The consolidation among public sector oil companies could start with a merger, rather than a takeover. Senior government officials say a merger or an amalgamation could obviate the need for an open offer to buy equity from minority shareholders. The first to get off the ground would be Oil and Natural Gas Corporation (ONGC) and Hindustan Petroleum Corporation Ltd (HPCL). If the idea of a merger or an amalgamation is accepted, such a route would not burden ONGC. A takeover would have resulted in HPCL becoming a subsidiary of ONGC.
In case of an amalgamation, the two entities do not exist and a new entity is created, while in a merger, one company merges into another. Both the options do not require open offer and the regulatory procedure is same for them.
Though an official said GAIL, too, was keen to take over or look at merger with Oil India or one of the oil marketing companies, it is the ONGC-HPCL consolidation that would kick off first.
No timeline has been decided. The government recently appointed consultancy firm Deloitte to come up with options for consolidation and give a report by July.
Under the Takeover Code prescribed by the Securities and Exchange Board of India (Sebi), if an entity acquires more than 25 percent stake or takes over the management of a listed company, it has to make an open offer on equal terms. The public holding in the company being taken over should, however, not fall below 25 per cent, a requirement for listing.
Mahesh Singhi, managing director of Singhi Advisors, said, “The amalgamation route will be the easiest option, since it will not entail an open offer. The boards of the two companies will have to approve a swap ratio and conduct a ballot for taking approval of the shareholders. Approval of the Competition Commission of India will also be required.”
graph He said the logic behind an open offer was that the approval of minority shareholders is not sought in a takeover. In a merger, each shareholder has the option of accepting or rejecting the offer.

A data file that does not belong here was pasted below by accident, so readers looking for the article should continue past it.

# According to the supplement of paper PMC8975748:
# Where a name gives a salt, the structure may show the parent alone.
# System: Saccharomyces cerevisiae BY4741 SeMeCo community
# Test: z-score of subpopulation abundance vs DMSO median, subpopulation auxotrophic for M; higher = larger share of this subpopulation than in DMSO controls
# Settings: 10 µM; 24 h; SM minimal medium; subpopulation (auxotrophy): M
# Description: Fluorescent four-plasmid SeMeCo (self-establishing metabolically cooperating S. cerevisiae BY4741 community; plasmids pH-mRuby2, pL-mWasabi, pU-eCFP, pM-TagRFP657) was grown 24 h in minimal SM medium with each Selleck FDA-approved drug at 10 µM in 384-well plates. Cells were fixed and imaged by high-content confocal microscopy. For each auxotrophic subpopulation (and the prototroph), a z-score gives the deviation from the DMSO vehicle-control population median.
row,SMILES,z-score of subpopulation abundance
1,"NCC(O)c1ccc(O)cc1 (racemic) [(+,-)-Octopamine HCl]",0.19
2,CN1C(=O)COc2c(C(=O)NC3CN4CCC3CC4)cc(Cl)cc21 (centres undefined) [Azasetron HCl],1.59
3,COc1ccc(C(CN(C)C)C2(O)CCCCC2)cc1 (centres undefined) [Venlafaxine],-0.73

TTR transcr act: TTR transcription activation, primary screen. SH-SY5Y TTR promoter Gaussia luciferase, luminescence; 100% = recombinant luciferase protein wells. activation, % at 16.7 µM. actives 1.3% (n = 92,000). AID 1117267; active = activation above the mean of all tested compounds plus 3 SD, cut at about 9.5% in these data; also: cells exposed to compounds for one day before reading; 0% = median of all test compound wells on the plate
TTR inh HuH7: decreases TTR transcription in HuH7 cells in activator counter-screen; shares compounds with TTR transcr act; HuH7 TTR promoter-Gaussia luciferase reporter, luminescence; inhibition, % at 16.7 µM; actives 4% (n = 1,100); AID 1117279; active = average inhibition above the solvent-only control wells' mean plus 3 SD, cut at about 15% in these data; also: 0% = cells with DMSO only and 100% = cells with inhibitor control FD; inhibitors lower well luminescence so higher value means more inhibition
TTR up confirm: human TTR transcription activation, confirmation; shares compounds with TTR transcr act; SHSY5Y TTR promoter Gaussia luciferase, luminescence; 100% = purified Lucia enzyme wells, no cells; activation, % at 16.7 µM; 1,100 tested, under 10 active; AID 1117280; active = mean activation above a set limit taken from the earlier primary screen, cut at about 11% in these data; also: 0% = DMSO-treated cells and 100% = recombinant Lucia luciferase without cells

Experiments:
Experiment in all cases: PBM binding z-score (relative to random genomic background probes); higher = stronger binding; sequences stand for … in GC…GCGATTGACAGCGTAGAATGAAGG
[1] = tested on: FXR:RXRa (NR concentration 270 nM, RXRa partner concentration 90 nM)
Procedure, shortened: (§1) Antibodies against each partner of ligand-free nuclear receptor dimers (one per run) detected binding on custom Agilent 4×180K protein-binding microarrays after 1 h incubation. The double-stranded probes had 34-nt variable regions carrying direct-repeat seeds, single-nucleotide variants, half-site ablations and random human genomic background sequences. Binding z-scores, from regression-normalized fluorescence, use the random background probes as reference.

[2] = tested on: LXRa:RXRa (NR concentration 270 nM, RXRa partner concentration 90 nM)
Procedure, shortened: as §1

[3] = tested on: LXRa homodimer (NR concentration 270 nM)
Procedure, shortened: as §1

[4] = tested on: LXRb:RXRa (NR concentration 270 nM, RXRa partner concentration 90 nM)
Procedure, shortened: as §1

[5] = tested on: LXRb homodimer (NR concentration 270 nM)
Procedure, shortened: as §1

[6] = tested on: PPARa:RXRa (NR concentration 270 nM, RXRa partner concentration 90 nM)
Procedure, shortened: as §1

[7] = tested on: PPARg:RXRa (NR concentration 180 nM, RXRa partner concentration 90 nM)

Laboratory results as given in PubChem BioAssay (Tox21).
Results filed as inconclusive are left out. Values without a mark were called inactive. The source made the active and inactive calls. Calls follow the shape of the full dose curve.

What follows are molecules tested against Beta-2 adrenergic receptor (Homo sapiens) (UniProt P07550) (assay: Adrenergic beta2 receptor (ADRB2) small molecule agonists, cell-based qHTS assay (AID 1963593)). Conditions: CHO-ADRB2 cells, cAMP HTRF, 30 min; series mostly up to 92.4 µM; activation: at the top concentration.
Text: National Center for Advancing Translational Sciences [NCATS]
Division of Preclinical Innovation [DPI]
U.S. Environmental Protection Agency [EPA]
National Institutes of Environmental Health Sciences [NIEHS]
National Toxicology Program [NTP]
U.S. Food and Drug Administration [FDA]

At the current market valuation and assuming the same value of government equity is maintained, its holding in the merged entity will be around 65 per cent. The government would be in a position to monetise from the deal only later, if it decides to divest its equity in the merged entity. Since the public float would be higher than the mandatory 25 per cent, it would have a cushion.
The merged entity created out of ONGC and HPCL could have a director responsible for refineries and one for marketing and retailing, said the official. A K Banerjee, former director (finance) of ONGC, has a different view. He said, “Amalgamation of the companies will be a difficult job. ONGC buying the government stake through the strategic route will be more effective but in that case, it will have to make an open offer. At present, downstream companies have a higher valuation and, hence, an open offer will make it costly”; A better option would be to create a holding company and bring both under its fold, he said.
Experts believe the corporate culture of both companies also needs to be taken into account while integrating. ONGC is a technical-oriented entity; HPCL is more marketing and commercial oriented, said an analyst.
HPCL also began a postal ballot on Thursday on capitalisation of part of its reserve through issue of one bonus share of Rs 10 each for every two equity shares held as on July 12, 2017.